Builders know they're supposed to be on Facebook. They’ve heard the stats about the largest social networking site’s more than 800 million users, more than half of whom are on the site every day. The hard part is converting those millions of Facebookers into new-home buyers.
Fortunately, some builders have figured it out. Take Tamara Lynch, vice president of sales and marketing at the Charlotte, N.C., division of M/I Homes. That builder’s website went from averaging 5,800 page views per day to more than 50,000 thanks to a Facebook pizza giveaway. The bump in traffic took them from page 5 on Google searches to page 2.
Heartland Homes’ Facebook page is driving 4,000-plus unique visitors to its site every month, says Kevin Oakley, Heartland’s director of marketing and sales training.
And Southern Homes saw a 64% increase in sales in a single year that it attributes to a revamped social media campaign.
These builders and more shared their strategies for Facebook, blogging, Twitter, and other social media outlets on Friday morning at a session of the International Builders’ Show. Here are some of the ideas they offered.
Make it public. "Social media is the fastest way to connect with our buyers friends," said Jared Weggeland, director of sales and marketing at Southern Homes, who pointed out that a buyer’s friends are likely in the same stage of life, and therefore, may also be looking for a new home. After not seeing much success with its old social media strategy, Southern shifted to having its salespeople connect directly with prospects through Facebook by adding them as a friend as soon as they visit a home. The salesperson then follows up on the prospects' Facebook page to thank them for stopping by and posts photos and floor plans for what they toured. The next year, Weggeland said, sales from online referrals were up 64%.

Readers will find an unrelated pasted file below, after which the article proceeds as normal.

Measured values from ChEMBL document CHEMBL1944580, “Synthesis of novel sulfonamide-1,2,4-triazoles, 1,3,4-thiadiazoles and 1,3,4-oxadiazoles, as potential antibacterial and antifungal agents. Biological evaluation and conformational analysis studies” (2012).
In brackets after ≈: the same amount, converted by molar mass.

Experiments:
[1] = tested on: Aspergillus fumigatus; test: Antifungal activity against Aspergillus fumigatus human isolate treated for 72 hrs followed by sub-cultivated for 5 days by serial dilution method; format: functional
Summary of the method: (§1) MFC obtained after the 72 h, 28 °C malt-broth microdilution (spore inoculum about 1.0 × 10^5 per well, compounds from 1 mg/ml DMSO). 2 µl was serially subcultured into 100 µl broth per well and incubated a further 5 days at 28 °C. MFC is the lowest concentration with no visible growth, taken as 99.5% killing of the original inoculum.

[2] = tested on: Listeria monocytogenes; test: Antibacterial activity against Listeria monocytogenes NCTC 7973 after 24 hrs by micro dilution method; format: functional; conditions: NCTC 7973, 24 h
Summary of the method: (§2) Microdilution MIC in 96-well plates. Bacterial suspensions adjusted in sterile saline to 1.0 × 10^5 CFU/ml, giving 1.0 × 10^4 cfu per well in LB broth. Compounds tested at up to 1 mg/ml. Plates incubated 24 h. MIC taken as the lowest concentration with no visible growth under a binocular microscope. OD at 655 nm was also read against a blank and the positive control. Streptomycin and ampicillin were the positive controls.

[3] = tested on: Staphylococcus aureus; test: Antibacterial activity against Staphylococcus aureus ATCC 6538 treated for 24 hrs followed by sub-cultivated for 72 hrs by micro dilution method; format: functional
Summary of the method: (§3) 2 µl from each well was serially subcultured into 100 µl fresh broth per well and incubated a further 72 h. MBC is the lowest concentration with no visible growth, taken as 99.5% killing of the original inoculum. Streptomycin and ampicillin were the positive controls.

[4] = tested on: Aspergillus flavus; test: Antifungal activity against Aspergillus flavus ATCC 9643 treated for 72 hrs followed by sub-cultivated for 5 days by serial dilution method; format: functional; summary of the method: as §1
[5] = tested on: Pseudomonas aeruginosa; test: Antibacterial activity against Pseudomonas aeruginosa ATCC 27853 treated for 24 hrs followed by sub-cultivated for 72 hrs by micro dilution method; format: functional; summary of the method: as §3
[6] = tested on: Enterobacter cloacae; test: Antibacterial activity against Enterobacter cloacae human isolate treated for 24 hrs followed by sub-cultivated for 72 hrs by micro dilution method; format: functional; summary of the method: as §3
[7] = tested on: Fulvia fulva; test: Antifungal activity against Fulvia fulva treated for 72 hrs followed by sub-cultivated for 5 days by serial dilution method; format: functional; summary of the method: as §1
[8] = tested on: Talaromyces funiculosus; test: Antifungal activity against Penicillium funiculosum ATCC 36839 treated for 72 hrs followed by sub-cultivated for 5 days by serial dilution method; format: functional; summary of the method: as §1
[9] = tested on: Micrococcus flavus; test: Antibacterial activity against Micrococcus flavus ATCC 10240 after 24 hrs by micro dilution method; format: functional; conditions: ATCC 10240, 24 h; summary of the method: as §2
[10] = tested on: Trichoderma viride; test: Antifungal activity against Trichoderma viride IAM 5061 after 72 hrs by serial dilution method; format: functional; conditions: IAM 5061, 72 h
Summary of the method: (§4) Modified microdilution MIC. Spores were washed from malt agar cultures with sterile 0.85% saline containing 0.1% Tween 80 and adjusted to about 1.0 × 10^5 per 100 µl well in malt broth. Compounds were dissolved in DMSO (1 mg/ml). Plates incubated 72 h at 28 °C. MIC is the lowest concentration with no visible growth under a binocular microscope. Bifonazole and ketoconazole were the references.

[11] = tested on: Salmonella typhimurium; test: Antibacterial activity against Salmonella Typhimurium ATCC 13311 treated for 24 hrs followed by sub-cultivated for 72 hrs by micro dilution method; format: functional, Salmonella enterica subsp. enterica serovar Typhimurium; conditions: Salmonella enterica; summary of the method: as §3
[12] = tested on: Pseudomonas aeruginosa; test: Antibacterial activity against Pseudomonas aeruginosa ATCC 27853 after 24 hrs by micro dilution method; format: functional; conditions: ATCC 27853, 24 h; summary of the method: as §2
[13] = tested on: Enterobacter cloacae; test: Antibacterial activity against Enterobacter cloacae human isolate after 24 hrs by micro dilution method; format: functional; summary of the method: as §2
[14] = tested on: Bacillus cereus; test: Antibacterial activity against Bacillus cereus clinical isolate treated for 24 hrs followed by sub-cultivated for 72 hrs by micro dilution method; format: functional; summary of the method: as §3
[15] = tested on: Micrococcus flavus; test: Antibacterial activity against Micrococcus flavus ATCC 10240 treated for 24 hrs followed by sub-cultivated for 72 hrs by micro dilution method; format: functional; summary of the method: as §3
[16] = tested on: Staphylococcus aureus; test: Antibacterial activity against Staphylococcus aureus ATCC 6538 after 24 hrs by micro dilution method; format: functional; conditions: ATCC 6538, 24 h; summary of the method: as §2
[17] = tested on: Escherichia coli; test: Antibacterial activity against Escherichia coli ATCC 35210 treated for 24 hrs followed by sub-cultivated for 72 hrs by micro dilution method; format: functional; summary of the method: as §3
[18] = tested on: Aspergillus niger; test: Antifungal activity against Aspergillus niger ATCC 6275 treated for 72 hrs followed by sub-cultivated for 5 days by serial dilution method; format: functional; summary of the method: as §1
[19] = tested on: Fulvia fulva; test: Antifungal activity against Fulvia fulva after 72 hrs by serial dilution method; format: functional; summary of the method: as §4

Give and keep giving. M/I’s Lynch said her company is always doing a giveaway of some sort or another. The Facebook pizza giveaway that boosted her division’s Web views by 44,200 viewsper day ran as a month-long event, in which participants would have to visit M/I’s Facebook page each day to get a clue about the "topping of the day." At a random time, an 800 number to call would be posted and the first person to call in with the day’s topping won a pizza. As a result, the company’s Web leads doubled.
Help those in need. M/I has found success with campaigns that offer to donate money to a good cause, such as disaster relief for victims of Japan’s devastating earthquake last year, when a person "likes" their Facebook page. Amy Cooper, marketing manager at Highland Homes, also pointed to the importance of having a "like" option button with each of the homes displayed on your website so that if a prospective customer finds something they like, they can "like" it right away.
Have fun. Eight out of 10 home buyers don’t even consider new-construction homes. Oakley offers two main reasons why: They assume the price is too high, and they think the process is too difficult, he said. "They’ve all heard the horror stories." In order to change that perception, Heartland Homes focuses on using Facebook with its current buyers to make the process look fun by posting photos and posts about progress and encouraging the buyers to do the same. Besides, he said, "you need to be shooting photos and videos anyway."